Home Lifestyle A study to explore a new model of ice addiction treatment

A study to explore a new model of ice addiction treatment


An investigation into a new model of drug treatment aimed at incentives rather than punishment may change the way doctors try to cure methamphetamine addiction in Australia.

The technique, called Emergency Management (CM), is based on positive reinforcement for addicts who take the right steps – such as offering vouchers and prize draws – instead of forcing addicts to engage in harsh rehabilitation programs.

The idea of ​​treatment has gained popularity in the United States but is little known in Australia and has received limited support from clinicians because it has not yet been tested here, although it reduces the use of methamphetamine, also known as “ice” in its pure form. . .

Camera iconMethamphetamine continues to cause problems for Australians, and current treatment programs are proving ineffective. Jan Curry Credit: News Corp Australia

But the concept is currently being studied by the National Drug and Alcohol Study at the University of New South Wales, and project leader Rebecca McKettin is conducting a study examining different ways to use it in a medical setting to tackle the ice crisis in Australia.

“At the moment, we have no particularly effective treatment options for methamphetan use,” said Professor McKettin.

“Emergency management is becoming more and more excellent in terms of benefits, but most of the work is being done in the United States.”

Professor McKettin said it is estimated that only one in 10 methamphetamine addicts was treated last year, with current programs offering little incentive to attend.

“For people who are heavily addicted to any substance – be it methamphetamine, heroin or alcohol – they find it very difficult to stick to our strict treatment programs,” she said.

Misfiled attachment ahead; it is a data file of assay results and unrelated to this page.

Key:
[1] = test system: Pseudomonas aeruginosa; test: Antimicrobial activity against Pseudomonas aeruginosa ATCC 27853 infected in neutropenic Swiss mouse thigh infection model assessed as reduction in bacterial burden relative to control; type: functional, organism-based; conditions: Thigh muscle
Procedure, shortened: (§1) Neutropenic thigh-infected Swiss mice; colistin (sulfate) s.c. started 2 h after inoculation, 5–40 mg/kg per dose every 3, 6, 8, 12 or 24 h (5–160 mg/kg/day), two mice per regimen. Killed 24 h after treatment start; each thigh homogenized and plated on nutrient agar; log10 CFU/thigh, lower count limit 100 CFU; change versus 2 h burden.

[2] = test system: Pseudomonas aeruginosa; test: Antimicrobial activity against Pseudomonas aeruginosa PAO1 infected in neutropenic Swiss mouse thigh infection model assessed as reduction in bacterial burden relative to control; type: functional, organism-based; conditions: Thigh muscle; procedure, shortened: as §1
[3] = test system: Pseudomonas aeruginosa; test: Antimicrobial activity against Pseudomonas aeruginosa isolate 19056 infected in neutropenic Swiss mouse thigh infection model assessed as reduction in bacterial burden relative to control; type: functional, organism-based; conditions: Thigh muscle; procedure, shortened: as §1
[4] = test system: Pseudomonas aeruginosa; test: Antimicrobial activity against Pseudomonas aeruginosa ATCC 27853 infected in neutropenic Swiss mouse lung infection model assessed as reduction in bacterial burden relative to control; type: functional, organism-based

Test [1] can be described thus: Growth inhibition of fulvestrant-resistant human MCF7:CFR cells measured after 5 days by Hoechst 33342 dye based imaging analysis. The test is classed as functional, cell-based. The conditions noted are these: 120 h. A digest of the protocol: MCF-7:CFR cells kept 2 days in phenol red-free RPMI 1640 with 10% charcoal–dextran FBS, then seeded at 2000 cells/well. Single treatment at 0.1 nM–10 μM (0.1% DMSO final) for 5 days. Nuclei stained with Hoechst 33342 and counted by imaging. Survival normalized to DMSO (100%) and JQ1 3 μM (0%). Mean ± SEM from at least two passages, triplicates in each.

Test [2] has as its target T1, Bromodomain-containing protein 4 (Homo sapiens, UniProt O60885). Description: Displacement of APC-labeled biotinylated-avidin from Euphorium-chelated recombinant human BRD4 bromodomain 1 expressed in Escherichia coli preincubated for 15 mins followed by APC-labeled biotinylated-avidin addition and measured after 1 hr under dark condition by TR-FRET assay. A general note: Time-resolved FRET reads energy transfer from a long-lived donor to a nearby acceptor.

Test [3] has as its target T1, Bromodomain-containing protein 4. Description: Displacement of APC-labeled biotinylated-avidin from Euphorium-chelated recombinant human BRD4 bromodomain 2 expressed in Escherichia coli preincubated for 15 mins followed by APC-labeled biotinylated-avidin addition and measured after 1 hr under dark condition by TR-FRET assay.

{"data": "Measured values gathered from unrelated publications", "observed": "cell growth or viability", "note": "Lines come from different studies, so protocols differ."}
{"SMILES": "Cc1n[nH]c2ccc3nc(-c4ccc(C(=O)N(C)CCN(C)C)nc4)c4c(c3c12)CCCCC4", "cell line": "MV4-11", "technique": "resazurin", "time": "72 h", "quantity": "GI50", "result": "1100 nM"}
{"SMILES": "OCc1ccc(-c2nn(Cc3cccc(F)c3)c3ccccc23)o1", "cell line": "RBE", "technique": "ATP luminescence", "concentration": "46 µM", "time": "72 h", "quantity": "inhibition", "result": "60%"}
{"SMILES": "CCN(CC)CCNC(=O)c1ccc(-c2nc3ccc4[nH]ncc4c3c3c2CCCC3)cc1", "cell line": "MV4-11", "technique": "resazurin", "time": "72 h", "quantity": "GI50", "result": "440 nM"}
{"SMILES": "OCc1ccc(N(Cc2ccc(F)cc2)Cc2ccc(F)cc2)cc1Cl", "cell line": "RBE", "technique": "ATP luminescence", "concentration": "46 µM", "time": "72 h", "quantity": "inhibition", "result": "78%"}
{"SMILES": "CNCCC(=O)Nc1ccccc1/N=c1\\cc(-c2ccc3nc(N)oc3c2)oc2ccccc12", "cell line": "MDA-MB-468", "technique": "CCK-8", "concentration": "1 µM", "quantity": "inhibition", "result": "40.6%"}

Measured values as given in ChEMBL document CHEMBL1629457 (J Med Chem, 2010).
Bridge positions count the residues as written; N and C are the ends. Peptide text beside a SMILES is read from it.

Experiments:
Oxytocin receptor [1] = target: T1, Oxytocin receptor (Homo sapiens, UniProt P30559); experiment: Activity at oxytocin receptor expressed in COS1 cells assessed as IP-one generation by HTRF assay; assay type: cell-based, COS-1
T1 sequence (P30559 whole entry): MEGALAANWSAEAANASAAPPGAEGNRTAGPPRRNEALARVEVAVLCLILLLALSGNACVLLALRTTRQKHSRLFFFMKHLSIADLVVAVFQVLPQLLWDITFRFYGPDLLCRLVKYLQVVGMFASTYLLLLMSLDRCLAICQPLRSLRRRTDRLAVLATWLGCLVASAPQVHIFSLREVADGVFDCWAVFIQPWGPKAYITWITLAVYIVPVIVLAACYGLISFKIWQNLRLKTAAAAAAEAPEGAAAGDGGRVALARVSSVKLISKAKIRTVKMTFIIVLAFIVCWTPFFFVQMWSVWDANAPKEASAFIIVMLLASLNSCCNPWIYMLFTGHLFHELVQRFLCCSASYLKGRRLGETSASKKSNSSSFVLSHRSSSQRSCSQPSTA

“Everything in their lives is not going well, which can make them difficult and difficult, whether it is appearing in court or legal obligations, or applying for a job because they are unemployed – all this makes their lives stressful and unpredictable.

“Just trying to get them to the door and get them involved in the treatment and bring it to the point where they start to see the benefits and see what it’s worth would be very helpful.”

There are different opinions on how to implement CM, but the study will look for stakeholders from different health services to discuss different models and how they can be applied in their system.

The study will also work with methamphetamine users to find out how they want treatment to be conducted through a therapist or even via cell phones.

“I think CM is a comprehensive treatment that can be presented to people because it has a number of issues that we need to understand to make it enjoyable for the wider community, our politicians, our treatment providers and our consumers,” he said. McKettin said.

“That’s the point of this project – to really scale the opinions of different groups of people.”

The results of the study will be presented in November.


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